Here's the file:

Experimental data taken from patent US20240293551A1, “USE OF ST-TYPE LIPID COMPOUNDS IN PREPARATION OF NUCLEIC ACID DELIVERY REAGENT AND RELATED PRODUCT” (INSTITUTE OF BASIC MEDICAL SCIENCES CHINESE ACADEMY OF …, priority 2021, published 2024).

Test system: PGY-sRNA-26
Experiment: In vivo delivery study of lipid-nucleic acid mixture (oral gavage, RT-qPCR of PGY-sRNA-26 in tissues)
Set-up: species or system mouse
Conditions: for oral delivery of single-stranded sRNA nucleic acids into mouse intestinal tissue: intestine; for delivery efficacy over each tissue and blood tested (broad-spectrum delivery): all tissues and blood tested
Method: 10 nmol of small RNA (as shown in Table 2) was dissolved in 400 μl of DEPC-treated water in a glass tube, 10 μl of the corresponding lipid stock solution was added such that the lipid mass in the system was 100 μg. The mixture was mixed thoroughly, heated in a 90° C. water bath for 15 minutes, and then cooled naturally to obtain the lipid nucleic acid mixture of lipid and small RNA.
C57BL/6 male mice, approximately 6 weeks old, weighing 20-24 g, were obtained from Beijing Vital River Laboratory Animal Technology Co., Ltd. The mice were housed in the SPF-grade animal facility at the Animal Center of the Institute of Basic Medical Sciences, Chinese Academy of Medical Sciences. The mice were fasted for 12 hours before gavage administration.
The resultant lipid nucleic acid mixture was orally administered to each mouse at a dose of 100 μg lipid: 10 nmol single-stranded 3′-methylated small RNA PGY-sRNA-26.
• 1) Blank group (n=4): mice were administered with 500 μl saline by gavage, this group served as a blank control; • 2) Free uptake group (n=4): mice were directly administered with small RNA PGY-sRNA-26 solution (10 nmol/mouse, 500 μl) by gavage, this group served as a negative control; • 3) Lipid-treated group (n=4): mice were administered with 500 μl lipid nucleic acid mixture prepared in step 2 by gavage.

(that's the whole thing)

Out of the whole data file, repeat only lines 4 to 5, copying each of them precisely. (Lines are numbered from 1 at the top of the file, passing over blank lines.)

Set-up: species or system mouse
Conditions: for oral delivery of single-stranded sRNA nucleic acids into mouse intestinal tissue: intestine; for delivery efficacy over each tissue and blood tested (broad-spectrum delivery): all tissues and blood tested